Infrastructure -- Public : Colleges

Everyone who loves the cause of education has received with sorrow the news of the destruction of Virginia's great institution of learning, and there can be but one sentiment among all Virginians, that the buildings must be restored to their original beauty and usefulness. The destruction of the University to the country at large a great calamity, to us is a personal loss, and its smoking and smouldering ruins cry aloud for help from all the people of the old Commonwealth. To that end meetings are being held in many parts of the State and funds are being raised to repair as far as money can the damage wrought by the flames. An appeal for help from Accomac is made through a committee appointed at a meeting held in the city of Richmond, on 29th ult., as follows:

"At a meeting of our citizens held to-day, the following resolution, with the preamble thereto, was unanimously adopted:

Every citizen of Virginia should feel an interest in upbuilding the seat of learning founded upon broad and liberal principles by Thomas Jefferson, regarded by him and every friend of education with pride and affection, and justly known as the "University of the South": therefore be it

Resolved, That each newspaper throughout the Commonwealth be requested to receive a subscription from the people for the purpose of repairing the ravages of fire and restoring the University of Virginia to an enlarged sphere of usefulness, an appeal to be made to each individual for such contribution as may be afforded, whether large or small, and the fund so collected to be paid over to the rector and visitors of the University of Virginia for the uses of that institution in its hour of need.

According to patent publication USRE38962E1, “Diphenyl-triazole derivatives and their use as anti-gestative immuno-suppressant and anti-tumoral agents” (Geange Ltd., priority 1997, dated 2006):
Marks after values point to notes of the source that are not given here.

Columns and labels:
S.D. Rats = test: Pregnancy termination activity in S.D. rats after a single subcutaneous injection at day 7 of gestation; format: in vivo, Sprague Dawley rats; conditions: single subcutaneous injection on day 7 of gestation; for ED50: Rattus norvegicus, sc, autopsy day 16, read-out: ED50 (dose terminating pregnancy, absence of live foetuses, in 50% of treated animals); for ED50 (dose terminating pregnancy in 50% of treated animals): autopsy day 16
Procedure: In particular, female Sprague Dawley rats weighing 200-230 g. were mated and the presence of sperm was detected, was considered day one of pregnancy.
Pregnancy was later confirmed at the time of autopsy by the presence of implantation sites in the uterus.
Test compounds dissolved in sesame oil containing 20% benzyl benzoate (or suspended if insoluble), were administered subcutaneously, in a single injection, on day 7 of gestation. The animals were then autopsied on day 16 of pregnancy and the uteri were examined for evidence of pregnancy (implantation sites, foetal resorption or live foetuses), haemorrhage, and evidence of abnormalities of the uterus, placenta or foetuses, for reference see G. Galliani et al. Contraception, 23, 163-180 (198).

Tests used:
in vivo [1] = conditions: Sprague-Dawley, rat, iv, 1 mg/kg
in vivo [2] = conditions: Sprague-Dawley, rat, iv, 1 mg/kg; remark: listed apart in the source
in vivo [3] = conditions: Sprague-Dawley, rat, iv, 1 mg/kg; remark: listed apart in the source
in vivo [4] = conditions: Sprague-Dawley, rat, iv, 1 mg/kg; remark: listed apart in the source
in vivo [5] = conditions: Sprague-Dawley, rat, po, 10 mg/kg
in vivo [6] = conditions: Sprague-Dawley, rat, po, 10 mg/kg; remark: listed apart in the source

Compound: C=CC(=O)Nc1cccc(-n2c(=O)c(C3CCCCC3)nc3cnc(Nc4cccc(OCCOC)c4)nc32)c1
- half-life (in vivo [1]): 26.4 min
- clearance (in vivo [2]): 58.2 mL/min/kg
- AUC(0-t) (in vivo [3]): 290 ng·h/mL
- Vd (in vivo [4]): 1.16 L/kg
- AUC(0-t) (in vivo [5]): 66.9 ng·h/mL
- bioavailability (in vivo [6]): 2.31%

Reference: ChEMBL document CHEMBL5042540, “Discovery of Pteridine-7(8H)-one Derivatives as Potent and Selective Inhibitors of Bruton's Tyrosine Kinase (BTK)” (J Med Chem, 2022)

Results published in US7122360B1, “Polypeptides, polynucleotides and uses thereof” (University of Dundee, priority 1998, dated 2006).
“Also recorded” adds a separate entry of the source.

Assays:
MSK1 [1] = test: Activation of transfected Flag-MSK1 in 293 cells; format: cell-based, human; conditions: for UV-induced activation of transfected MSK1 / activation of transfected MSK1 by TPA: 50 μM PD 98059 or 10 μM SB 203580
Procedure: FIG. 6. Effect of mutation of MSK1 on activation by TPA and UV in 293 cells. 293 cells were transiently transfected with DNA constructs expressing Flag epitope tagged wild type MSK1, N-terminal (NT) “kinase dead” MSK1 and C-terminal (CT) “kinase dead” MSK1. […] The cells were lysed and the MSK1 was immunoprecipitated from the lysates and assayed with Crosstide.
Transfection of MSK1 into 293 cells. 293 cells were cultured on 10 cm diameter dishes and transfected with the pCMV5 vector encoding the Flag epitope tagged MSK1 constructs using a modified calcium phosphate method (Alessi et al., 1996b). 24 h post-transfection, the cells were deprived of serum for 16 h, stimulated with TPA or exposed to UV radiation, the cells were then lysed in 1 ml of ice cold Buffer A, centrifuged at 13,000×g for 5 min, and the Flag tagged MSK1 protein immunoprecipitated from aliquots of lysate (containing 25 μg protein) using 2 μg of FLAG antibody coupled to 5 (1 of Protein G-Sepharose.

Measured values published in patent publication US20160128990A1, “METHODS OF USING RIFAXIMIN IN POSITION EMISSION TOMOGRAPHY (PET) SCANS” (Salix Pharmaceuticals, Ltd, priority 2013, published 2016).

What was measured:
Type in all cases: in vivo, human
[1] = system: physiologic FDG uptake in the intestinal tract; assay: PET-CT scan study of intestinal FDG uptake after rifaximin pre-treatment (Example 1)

We beg that you will call upon the people of your community to make contributions through your office. Those present at our meeting to day promptly subscribed $8195.00, and we hope to collect a much larger sum from others who were not present. Many of our large contributions have come from gentlemen who were never at the University, and we feel that every citizen of the Commonwealth should be moved to give something. We are confident that an adequate sum can be raised if the newspapers of the State will exert their influence in the cause; and this we are sure you and your brethren of the press will be glad to do. We suggest that you secure as much as possible in cash, publishing the name of each contributor; but to provide for those who are able and wish to give larger sums we enclose the form of subscription used by us. Please print this form in your paper so that it may be cut out and utilized. We hope the hearts of our people may be touched, and that a generous hand may be extended by the ladies and children as well as the men of Virginia."

The editor of this paper acquiesces cheerfully in the request contained in the above, and will be glad to receive and forward promptly any contribution left at this office.


Natural resources -- Conservation - Game

A meeting of the Eastern Shore Game Protective Association will be held at Eastville, Monday, 11th inst., court day.

Peninsula Enterprise
Accomac Court House
November 2, 1895